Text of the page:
United States District Court, S.D. Georgia, Savannah Division
REPORT AND RECOMMENDATION
case involves a challenge to the validity of a search warrant
issued by a state magistrate to officers conducting a murder
investigation in Effingham County, Georgia. Defendant
Hipolito Martinez-Martinez, an illegal alien charged with the
unlawful possession of a shotgun seized during the execution
of that warrant, contends that the warrant violated the
Fourth Amendment by failing to particularize his residence as
a place to be searched and by failing to set forth a
probable-cause basis for the search. Docs. 22, 28. Because
the warrant specifically and clearly described each of the
multiple dwellings that the magistrate authorized to be
searched, including the mobile home where Martinez had a
bedroom, Martinez' particularity challenge is utterly
without merit. His attack on the probable cause underpinnings
of the warrant fails to acknowledge the deferential standard
of review that this Court must utilize when assessing the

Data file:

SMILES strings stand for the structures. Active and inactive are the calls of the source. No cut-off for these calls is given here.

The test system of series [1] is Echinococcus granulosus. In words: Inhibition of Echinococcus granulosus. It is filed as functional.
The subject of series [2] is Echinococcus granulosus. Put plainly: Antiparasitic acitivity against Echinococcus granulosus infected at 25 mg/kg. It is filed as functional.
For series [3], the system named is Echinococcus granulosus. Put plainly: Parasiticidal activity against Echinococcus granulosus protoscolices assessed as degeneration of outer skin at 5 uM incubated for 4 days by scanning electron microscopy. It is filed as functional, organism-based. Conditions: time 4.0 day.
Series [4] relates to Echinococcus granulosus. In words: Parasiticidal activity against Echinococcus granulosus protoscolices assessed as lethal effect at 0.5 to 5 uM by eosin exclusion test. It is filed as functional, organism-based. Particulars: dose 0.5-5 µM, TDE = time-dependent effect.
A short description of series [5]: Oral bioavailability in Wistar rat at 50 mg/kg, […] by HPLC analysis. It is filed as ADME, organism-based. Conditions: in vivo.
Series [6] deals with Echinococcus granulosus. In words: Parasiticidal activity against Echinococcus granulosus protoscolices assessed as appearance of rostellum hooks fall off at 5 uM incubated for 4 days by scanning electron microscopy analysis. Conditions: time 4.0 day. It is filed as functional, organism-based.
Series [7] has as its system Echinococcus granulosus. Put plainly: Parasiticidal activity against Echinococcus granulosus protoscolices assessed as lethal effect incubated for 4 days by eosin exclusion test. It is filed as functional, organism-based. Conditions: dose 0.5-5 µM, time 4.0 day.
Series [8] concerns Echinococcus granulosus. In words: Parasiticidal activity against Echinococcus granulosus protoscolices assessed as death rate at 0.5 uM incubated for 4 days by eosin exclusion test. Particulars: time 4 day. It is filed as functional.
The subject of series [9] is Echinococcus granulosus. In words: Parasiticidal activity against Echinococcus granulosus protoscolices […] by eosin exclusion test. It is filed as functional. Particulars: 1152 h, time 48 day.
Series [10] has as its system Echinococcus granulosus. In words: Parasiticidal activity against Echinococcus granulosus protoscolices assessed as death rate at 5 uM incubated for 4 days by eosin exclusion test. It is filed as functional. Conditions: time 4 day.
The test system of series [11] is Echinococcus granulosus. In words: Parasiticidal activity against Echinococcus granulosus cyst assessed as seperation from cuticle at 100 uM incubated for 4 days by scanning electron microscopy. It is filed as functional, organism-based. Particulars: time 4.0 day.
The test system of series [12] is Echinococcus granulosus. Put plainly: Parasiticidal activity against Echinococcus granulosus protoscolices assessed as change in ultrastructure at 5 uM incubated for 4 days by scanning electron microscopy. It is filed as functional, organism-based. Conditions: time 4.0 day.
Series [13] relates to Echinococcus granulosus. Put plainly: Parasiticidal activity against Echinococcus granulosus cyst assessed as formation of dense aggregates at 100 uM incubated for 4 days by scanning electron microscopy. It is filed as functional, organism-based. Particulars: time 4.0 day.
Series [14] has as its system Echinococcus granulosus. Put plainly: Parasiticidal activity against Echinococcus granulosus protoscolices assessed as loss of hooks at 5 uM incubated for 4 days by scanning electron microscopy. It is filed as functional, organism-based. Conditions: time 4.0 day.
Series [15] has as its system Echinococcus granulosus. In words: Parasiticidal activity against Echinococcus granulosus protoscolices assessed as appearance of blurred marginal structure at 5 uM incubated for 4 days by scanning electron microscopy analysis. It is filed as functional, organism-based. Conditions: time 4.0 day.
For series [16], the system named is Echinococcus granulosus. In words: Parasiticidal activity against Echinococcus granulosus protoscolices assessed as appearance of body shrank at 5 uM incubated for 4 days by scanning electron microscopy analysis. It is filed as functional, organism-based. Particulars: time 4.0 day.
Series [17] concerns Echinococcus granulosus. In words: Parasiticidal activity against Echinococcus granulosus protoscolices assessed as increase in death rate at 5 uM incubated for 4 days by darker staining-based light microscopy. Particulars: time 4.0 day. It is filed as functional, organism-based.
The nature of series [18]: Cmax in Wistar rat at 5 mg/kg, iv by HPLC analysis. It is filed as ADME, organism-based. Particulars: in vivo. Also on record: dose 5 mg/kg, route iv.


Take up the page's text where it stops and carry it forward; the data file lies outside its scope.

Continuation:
warrant's validity. Under the appropriate “great
deference” standard, Illinois v. Gates, 462
U.S. 213, 236 (1983), the warrant affidavit provided a
“substantial basis” for the state
magistrate's finding of probable cause to search the
property described in the warrant. Even if the state
magistrate erred, however, the officers had an objective,
good faith belief that the warrant was valid both when it was
issued and when it was executed. Accordingly, this case does
not call for an application of the exclusionary rule, and
thus defendant's motion to suppress should be denied.
essential facts are not in dispute. On August 19, 2017, Garden
City police officers discovered the lifeless body of Eliud
Montoya, who had been shot in the back of his head and in his
back by a small-caliber weapon. Detective Roberto Rodriguez,
a Chatham County Officer and the lead homicide investigator,
soon identified Pablo Rangel and his nephew, Refugio Ramirez,
as the chief suspects. Det. Rodriguez then prepared a warrant
affidavit seeking authorization to search certain property
owned by Rangel in Effingham County, Georgia. The detective
had a police sergeant and a police captain
“proofread” the affidavit, and he conferred with
an assistant district attorney, who opined that there was
sufficient probable cause to seek a warrant. Later that same
evening, Det. Rodriguez called an Effingham County Magistrate
and arranged to meet with her the next morning, a Saturday.
During their brief meeting, the detective supplemented his
written affidavit with certain sworn, but unrecorded, oral
testimony, which is permissible under Georgia law. King